For anyone born before 1970 or so, there are certain images that are come to mind whenever the name “Iran” is uttered: stern, bearded men in black robes, angry crowds, graphics depicting blindfolded American citizens with things like “Day 334” stamped over them, Ollie North bravely disgracing his uniform and perjuring himself, John McSame exploring the intersection of 1960s pop music and the idea of raining death from the skies. In short, the past 30 years haven’t exactly been a model of how nations ought to think of one another.
Join me, if you will, in the Cave of the Moonbat, where tonight we’ll take a last look – a Parthian shot, if you will – at the recent history of Iran. Maybe, just maybe, we’ll get past some of the more extreme caricatures the Traditional Media has been foisting upon us – and perhaps be able to start formulating a de-Bushified foreign policy that relies less on blustering incompetence and more on genuine historical understanding.
Life wasn’t easy for fundamentalist Shi’a Iranians in 1902, the year of Ruhollah Musawi Khomeini’s birth. The Qajar dynasty was on its last legs, secularists were everywhere, and when the Pahlavis seized the reins of power in the 1920’s, things got even worse for the old-school Shiite power structure.
Portrait of an Ayatollah as a Young Man
Ruhollah Musawi was born on September 24, 1902 (a birthday shared by Muhammad’s wife Fatima), in the town of Khomein, about 120 km southwest of Qom. He spent much of his life feeling powerless and oppressed, and not without some justification. His father, a prominent Shi’a cleric, was killed before he turned a year old, and he lost both his mother and the aunt who had raised him when he was sixteen. So it was that when he took up the cloth – his family background included many Islamic scholars, not to mention descent from Musa al-Kazim, the 7th Imam, so this wouldn’t have come as much of a surprise – he gravitated toward scholars whose views sought to explain the suffering of his early life. According to Ted Thornton’s History of the Middle East Database:
Ruhollah’s education reflected a strong Persian dualist outlook on the world: a tendency to draw sharp boundaries between the worlds of light and darkness, between black and white, between haq (“truth”) and batel (“falsehood”). This approach to the world, under girded by a traditional Iranian Shia conviction that the world is unsafe for Shiites, that neither the Prophet Muhammad, his family, nor any of the twelve Shia imams died a natural death (“We are either poisoned or killed.”), contributed to the construction within Khomeini of the uncompromising personality of one who feels relentlessly persecuted.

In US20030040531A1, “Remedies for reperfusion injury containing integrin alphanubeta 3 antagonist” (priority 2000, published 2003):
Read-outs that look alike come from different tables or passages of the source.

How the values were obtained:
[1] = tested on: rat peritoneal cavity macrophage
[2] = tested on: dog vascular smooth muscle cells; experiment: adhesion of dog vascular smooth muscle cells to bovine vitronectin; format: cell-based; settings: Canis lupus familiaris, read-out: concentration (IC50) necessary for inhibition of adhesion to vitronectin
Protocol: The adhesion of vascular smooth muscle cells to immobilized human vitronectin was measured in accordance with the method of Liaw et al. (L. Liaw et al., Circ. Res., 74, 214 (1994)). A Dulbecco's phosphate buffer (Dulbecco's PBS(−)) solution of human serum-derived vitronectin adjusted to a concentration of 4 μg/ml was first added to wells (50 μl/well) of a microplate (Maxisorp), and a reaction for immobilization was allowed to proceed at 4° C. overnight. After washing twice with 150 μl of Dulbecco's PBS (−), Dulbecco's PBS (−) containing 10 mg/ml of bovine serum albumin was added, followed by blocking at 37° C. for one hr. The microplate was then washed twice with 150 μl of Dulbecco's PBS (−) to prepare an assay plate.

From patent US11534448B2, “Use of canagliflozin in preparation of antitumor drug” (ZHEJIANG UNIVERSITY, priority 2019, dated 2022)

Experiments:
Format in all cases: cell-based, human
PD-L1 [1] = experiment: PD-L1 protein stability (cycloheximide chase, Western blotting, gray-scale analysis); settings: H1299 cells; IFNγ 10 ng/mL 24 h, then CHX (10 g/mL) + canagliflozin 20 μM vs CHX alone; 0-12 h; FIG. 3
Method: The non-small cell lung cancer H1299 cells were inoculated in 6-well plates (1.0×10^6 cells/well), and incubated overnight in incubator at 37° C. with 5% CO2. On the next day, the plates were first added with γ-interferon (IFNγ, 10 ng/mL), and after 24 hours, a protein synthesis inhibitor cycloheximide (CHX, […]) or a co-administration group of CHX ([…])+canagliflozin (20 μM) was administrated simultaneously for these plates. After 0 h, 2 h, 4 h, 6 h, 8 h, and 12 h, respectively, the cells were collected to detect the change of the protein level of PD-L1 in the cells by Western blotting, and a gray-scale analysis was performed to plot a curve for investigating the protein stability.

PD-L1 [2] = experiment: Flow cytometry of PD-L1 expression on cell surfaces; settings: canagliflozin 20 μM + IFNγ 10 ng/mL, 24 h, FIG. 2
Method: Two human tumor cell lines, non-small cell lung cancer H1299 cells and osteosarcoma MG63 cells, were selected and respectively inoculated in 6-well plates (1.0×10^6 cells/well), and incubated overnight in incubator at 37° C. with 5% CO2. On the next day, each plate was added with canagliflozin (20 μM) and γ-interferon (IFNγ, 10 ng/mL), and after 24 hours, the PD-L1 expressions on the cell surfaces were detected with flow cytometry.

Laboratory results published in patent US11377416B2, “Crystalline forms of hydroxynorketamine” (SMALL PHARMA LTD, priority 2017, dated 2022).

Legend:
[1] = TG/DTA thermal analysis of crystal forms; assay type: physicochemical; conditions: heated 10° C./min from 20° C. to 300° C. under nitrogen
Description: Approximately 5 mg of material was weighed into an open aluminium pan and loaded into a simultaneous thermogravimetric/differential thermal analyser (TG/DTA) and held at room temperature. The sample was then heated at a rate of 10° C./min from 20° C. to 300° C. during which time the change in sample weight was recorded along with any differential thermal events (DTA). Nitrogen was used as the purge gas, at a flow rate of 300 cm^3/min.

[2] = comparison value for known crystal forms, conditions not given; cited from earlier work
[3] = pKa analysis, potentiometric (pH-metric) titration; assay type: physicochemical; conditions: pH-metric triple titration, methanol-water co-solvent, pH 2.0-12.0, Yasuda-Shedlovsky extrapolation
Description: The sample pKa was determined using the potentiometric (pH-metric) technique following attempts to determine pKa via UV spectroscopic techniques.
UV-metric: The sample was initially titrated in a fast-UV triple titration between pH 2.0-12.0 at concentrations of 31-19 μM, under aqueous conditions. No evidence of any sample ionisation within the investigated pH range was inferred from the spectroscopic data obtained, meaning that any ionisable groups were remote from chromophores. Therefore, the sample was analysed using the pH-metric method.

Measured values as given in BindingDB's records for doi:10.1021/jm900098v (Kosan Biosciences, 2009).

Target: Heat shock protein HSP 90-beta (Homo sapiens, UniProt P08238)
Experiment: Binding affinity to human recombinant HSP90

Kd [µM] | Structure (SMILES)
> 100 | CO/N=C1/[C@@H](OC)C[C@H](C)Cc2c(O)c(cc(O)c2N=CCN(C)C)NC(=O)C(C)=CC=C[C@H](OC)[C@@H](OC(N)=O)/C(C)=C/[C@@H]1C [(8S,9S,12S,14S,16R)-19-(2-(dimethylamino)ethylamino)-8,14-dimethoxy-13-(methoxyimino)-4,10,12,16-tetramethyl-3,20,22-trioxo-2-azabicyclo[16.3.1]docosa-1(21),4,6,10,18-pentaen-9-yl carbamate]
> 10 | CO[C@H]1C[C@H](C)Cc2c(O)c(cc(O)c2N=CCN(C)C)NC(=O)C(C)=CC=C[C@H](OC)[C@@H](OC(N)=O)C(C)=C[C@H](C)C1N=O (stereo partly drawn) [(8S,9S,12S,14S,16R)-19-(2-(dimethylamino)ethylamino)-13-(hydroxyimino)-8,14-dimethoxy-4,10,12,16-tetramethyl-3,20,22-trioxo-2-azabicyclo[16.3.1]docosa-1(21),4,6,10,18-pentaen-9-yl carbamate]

Khomeini took up teaching at the Dar al-Shafa school in Qom, lecturing and writing for most of the middle part of the 20th century in the areas of jurisprudence (i.e. Shari’a law), philosophy, and mysticism ( `Irfan, sometimes translated as “Islamic gnosis”). He was profoundly impressed by the writings of Rumi and Ibn ‘Arabi, both of whom espoused the idea of a “Perfect Man,” one destined to lead society into a golden age of religion-inspired unity. Perhaps not surprisingly, by the end of his life, Khomeini was reasonably certain that he was that guy.
Khomeini maintained his vision of an Islamic state as his colleagues endured ever more depredations under the shah. Eventually he found himself out in front of the reformers, and by the time he turned 60, his voiced carried great weight. It was with the shah’s announcement of the White Revolution in 1963 that Khomeini entered national politics in a big way, publicly denouncing the program as entirely too Westernizing. He was jailed for his opposition, but was gratified to learn that his arrest had sparked demonstrations in all of Iran’s religious centers. Released in 1964, he quickly denounced the United States, too, for which he was exiled by a shah who, as we saw last week (in what I must say was a rather ill-attended historiorant – tsk, tsk), pretty much owed his spot on the Peacock Throne to the Central Intelligence Agency. After a brief stint in Turkey, Khomeini set up shop in Najaf, Iraq, burial place of Ali, the 4th – and first Shi’a – Imam. From Najaf, he would snipe at the shah’s government until 1978.